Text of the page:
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SEMI ISS: Samsung, the Keynote That Wasn’t

SEMI ISS: Samsung, the Keynote That Wasn’t
by Paul McLellan on 02-12-2015 at 7:00 am

At the SEMI International Strategy Symposium last month, one of the keynotes was by Jim Elliot, the CVP of Memory Marketing for Samsung. Unfortunately, due to some personal emergency, he wasn’t able to make it. But he did allow the slides of the presentation he would have given to be put up on the SEMI website. So here, for the first time ever, Jim’s ISS keynote highlights.

 He didn’t get to memory until the end of his presentation. He started off like many keynotes with some amazing statistics about growth in everything:

  • more video is uploaded to YouTube every month than the 3 major TV networks have ever produced in the 60 years of their existence
  • 80% of the world’s population has a mobile phone but only 1/3 are smartphones, lots of upside left in smartphones
  • 100M selfies are taken per day
  • phones are checked 100B times per day (Facebook 9B/day, WhatApp 50B/day, Twitter 500M/day, SnapChat 1.2B/day)
  • 91% mobile internet access is for social media
  • 3.6B photos uploaded in 2014 (whatsapp, facebook, instagram, snapchat and more)
  • 166M people have visited Yellowstone since it opened, 642M to Disneyland since 1955…but 807M people have watched the YouTube video “Charlie bit my finger again.”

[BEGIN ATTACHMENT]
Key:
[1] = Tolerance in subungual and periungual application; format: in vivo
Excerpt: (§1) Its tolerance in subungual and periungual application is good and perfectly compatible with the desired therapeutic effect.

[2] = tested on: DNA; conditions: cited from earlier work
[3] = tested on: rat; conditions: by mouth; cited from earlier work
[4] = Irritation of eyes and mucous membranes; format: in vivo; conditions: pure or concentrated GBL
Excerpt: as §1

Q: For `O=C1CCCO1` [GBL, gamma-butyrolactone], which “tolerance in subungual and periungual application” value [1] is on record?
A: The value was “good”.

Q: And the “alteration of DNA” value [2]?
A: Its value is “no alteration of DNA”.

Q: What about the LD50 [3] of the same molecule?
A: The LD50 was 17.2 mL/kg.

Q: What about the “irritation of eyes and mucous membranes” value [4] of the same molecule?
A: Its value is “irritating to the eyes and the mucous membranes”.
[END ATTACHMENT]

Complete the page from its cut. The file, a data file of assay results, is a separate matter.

OK, time to get a bit more serious. By 2018 3/4 of global data center traffic will come from cloud services and applications (Cisco data). The number in 2018: 8.6 Zettabytes (a Zettabyte is one trillion gigabytes) almost exactly double the 2014 number. Not surprisingly the datacenter is driving server growth but it also seems to be driving mobile growth too. Datacenter capex is $6B/quarter, driving down both compute and storage cost and allowing compute-expesnsive functionalty to be offloaded from mobiles (voice recognition, face recognition etc).

In turn this drives big data services. For example, preventative maintenance for a fleet of jets. Each engine generates 1TB of data per flight. With a non-optimized Hadoop (map-reduce) cluster what took 30 days now takes 20 minutes. And these are in high value segments: medical, power grids, energy, logistics, maintenance. Previously unsolvable problems are now in reach. No keynote would be complete without a mention of the Internet of Things (IoT) with the forecast of 50B smart objects connected by 2020. Everything will be connected to everything.

Well, since Jim is in charge of Samsung memory marketing you are not going to escape without hearing about Samsung memory. Memory is the core of the datacenter and every consumer device.

DDR4 is the 5th generation driving down memory power consumption. He didn’t talk about wide I/O but that is another significant technology in DRAM in my opinion.

NAND flash is continuing its exponential growth (smarphones, solid state disks, memory cards and more). But the technology is running out of steam. Density is not going up much, costs are going up a lot, as we move from process node to process node.

The breakthrough seems to be V-NAND (V is for Vertical) which enables both density and cost scaling, and even improves the bit-error-rate (BER). The performance is improved for both programming (write) and consumption (read) by a factor of 2.

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